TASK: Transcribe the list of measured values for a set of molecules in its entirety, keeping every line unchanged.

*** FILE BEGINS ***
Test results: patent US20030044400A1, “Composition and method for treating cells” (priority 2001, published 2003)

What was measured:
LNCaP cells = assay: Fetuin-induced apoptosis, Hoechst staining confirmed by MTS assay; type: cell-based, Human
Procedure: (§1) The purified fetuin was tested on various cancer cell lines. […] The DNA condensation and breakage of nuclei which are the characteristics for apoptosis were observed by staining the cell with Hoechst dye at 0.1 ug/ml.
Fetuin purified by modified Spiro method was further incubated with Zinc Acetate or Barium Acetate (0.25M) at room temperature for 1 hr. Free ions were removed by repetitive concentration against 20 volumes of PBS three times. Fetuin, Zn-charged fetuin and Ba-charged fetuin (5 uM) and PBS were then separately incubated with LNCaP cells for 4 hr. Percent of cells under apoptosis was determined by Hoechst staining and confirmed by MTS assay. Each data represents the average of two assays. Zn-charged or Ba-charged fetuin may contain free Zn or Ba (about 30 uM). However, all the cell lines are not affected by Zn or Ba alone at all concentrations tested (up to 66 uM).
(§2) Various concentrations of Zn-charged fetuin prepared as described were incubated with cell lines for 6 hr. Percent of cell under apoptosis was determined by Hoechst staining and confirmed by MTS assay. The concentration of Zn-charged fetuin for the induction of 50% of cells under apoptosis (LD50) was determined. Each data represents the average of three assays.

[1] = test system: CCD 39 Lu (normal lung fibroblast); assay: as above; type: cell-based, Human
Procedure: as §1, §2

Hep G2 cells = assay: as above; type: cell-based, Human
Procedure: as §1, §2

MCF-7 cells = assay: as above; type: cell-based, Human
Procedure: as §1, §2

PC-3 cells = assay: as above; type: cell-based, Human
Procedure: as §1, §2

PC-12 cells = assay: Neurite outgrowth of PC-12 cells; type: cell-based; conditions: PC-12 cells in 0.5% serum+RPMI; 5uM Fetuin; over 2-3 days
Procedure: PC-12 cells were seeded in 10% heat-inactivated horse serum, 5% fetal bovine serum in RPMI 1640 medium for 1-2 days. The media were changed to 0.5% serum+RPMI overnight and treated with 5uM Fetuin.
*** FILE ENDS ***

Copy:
Test results: patent US20030044400A1, “Composition and method for treating cells” (priority 2001, published 2003)

What was measured:
LNCaP cells = assay: Fetuin-induced apoptosis, Hoechst staining confirmed by MTS assay; type: cell-based, Human
Procedure: (§1) The purified fetuin was tested on various cancer cell lines. […] The DNA condensation and breakage of nuclei which are the characteristics for apoptosis were observed by staining the cell with Hoechst dye at 0.1 ug/ml.
Fetuin purified by modified Spiro method was further incubated with Zinc Acetate or Barium Acetate (0.25M) at room temperature for 1 hr. Free ions were removed by repetitive concentration against 20 volumes of PBS three times. Fetuin, Zn-charged fetuin and Ba-charged fetuin (5 uM) and PBS were then separately incubated with LNCaP cells for 4 hr. Percent of cells under apoptosis was determined by Hoechst staining and confirmed by MTS assay. Each data represents the average of two assays. Zn-charged or Ba-charged fetuin may contain free Zn or Ba (about 30 uM). However, all the cell lines are not affected by Zn or Ba alone at all concentrations tested (up to 66 uM).
(§2) Various concentrations of Zn-charged fetuin prepared as described were incubated with cell lines for 6 hr. Percent of cell under apoptosis was determined by Hoechst staining and confirmed by MTS assay. The concentration of Zn-charged fetuin for the induction of 50% of cells under apoptosis (LD50) was determined. Each data represents the average of three assays.

[1] = test system: CCD 39 Lu (normal lung fibroblast); assay: as above; type: cell-based, Human
Procedure: as §1, §2

Hep G2 cells = assay: as above; type: cell-based, Human
Procedure: as §1, §2

MCF-7 cells = assay: as above; type: cell-based, Human
Procedure: as §1, §2

PC-3 cells = assay: as above; type: cell-based, Human
Procedure: as §1, §2

PC-12 cells = assay: Neurite outgrowth of PC-12 cells; type: cell-based; conditions: PC-12 cells in 0.5% serum+RPMI; 5uM Fetuin; over 2-3 days
Procedure: PC-12 cells were seeded in 10% heat-inactivated horse serum, 5% fetal bovine serum in RPMI 1640 medium for 1-2 days. The media were changed to 0.5% serum+RPMI overnight and treated with 5uM Fetuin.